Software Taxation – Consultation Solution COSIT No. 107/23 changes the understanding of tax assessment on remittances abroad due to international licensing of software

9 de April de 2024 | Publications

The Brazilian Federal Revenue Service (“RFB”), through its Coordination of the Taxation System (“COSIT”), signed on June 6, 2023, a new understanding regarding the assessment of the Social Contributions PIS-Import and COFINS-Import on the amounts paid, credited, delivered, employed or sent by individuals or legal entities domiciled in Brazil to residents domiciled abroad, for software licensing.


According to the aforementioned Consultation Solution, the consideration paid to the software licensor abroad, whether for the acquisition of the license, or its renewal, whether or not there has been customization to the end user, and regardless of the way in which the software is made available (in the cloud, on a physical server, on media, etc.) characterizes royalties. Thus, such remittances abroad are subject to the Income Tax Withheld at the Source (IRRF), as a rule, at the rate of 15%.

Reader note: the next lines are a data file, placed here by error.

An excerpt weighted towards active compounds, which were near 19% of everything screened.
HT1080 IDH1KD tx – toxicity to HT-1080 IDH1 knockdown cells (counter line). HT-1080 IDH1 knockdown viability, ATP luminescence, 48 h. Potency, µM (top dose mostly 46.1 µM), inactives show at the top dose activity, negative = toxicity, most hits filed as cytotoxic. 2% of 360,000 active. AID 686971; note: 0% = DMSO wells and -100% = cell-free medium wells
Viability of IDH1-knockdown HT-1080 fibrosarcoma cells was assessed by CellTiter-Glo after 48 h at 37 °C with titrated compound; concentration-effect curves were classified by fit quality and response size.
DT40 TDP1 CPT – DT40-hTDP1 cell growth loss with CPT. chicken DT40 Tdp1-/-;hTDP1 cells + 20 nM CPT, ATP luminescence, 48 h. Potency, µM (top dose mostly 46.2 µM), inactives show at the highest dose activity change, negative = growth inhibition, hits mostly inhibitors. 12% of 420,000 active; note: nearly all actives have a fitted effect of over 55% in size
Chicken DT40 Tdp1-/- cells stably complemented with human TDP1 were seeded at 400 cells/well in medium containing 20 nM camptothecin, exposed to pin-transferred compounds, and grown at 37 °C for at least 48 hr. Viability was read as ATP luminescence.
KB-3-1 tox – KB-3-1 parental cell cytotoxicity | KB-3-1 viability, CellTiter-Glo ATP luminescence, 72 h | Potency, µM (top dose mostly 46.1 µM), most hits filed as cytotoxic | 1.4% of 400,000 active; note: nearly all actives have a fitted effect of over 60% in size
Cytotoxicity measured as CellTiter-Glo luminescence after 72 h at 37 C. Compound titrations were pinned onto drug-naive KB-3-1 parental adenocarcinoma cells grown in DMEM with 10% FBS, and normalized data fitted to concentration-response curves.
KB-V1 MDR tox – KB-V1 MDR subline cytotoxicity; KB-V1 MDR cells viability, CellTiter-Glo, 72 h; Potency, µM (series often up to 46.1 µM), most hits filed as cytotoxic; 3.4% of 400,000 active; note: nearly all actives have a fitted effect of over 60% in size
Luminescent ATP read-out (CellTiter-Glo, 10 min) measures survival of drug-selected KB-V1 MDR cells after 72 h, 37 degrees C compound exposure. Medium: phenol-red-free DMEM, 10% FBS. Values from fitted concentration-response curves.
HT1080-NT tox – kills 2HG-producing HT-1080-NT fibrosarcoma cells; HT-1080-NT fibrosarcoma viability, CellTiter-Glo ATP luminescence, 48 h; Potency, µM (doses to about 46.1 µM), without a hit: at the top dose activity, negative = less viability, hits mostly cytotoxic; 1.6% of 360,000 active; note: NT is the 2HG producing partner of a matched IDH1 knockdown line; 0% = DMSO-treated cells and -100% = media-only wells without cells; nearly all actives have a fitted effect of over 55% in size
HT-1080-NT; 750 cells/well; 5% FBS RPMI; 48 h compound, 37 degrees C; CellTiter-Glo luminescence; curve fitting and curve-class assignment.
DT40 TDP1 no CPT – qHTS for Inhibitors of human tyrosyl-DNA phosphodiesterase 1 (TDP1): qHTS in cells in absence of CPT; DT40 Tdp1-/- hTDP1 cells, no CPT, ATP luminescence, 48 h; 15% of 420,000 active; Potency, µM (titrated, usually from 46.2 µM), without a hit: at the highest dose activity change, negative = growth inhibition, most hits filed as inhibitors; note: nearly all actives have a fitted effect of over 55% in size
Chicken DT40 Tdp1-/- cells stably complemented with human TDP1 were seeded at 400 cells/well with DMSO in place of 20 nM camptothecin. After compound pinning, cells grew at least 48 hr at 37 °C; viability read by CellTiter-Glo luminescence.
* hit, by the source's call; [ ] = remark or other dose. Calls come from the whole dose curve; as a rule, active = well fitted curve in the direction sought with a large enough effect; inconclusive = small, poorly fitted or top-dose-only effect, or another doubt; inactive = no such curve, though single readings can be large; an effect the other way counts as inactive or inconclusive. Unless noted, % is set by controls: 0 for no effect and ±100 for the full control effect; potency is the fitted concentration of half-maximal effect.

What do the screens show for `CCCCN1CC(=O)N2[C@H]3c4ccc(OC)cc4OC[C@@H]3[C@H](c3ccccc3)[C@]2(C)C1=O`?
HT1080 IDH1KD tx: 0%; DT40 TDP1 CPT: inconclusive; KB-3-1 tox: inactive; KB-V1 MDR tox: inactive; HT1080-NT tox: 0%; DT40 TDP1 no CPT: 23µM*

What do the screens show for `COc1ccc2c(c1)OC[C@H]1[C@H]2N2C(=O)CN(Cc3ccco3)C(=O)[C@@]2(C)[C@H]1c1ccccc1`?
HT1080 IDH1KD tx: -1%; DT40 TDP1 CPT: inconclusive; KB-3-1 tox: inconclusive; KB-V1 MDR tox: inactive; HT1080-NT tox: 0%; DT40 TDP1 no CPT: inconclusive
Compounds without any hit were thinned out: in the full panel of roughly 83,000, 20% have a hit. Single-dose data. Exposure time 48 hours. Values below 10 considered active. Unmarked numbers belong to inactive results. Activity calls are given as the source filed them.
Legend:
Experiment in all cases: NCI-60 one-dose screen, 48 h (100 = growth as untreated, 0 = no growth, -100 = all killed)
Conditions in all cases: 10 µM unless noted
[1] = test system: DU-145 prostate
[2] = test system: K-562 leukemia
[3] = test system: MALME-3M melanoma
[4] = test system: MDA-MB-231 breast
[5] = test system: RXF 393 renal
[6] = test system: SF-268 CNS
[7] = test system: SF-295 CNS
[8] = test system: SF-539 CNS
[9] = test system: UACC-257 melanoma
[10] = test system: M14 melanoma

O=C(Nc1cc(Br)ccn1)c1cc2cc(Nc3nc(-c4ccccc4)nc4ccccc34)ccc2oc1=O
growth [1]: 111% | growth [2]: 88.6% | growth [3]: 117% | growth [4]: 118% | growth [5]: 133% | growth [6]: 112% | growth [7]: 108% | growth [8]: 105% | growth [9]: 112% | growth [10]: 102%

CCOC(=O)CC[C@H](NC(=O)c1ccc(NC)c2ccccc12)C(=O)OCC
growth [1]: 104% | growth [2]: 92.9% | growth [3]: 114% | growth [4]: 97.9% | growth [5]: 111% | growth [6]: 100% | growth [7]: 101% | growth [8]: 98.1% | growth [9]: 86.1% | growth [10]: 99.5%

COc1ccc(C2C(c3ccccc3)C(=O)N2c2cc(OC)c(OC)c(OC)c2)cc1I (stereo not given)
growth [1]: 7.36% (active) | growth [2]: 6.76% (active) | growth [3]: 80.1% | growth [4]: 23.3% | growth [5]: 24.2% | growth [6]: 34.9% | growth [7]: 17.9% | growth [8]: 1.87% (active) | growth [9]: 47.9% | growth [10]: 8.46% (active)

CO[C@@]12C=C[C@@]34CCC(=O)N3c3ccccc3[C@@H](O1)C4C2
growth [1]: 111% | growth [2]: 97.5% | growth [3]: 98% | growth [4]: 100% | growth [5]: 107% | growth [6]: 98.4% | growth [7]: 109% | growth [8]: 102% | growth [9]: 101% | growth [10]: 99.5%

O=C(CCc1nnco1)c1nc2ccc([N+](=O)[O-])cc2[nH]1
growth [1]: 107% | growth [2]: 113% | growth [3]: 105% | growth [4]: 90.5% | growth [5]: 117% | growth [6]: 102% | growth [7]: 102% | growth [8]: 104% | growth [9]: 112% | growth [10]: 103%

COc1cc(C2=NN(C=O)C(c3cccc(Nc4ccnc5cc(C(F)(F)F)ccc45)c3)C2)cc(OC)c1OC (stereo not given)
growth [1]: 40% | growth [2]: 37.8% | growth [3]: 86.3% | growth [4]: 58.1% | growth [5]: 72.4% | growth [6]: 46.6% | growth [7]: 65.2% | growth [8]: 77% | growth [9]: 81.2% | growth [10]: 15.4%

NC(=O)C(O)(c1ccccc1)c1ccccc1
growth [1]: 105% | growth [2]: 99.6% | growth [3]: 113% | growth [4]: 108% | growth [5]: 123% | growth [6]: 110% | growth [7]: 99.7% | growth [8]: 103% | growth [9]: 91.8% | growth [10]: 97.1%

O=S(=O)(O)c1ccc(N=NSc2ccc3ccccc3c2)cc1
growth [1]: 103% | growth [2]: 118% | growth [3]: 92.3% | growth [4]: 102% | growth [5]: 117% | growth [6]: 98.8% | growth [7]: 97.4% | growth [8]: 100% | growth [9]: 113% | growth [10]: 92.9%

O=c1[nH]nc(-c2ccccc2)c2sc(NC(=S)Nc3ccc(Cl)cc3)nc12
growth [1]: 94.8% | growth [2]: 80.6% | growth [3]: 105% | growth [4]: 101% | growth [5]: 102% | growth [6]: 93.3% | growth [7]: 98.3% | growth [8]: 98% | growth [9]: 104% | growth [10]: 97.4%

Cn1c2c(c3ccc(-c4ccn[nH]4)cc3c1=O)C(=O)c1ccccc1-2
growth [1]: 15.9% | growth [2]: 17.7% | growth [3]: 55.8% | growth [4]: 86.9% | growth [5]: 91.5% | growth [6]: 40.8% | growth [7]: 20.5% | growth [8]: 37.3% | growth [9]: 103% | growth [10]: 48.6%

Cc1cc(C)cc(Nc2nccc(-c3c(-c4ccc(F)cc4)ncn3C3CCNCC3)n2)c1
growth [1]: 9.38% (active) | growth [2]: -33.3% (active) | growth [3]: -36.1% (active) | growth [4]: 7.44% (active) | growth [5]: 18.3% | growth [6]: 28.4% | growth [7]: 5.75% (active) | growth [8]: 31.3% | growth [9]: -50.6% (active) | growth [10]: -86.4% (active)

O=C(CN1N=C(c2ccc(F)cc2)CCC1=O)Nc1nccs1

It is important to remember that this rate will be applicable unless Brazil has signed a Treaty to Avoid Double Taxation in matters related to Income Tax, with the country in which the software licensor is domiciled. In this case, the Treaty prevails over domestic legislation and the rate provided for in such Treaty and the method chosen in the Treaty to avoid double taxation must be observed.


On the other hand, if the software licensor’s country of domicile is a tax haven[1], then the licensee in Brazil must withhold Income Tax on remittances of royalties abroad at the rate of 25%.


Before this Consultation Solution, it was usual to make a distinction between the type of contracting, to attract or avoid taxation by the withholding Income Tax. The licensing of off-the-shelf computer programs, that is, those sold on a large scale to an indistinct mass of end users (formerly licensed through media and then through file downloads) led to the understanding that they were equivalent to merchandise, and thus, what was paid to the licensor abroad was the price of merchandise and, therefore, did not constitute taxable income subject to the Withholding Income Tax.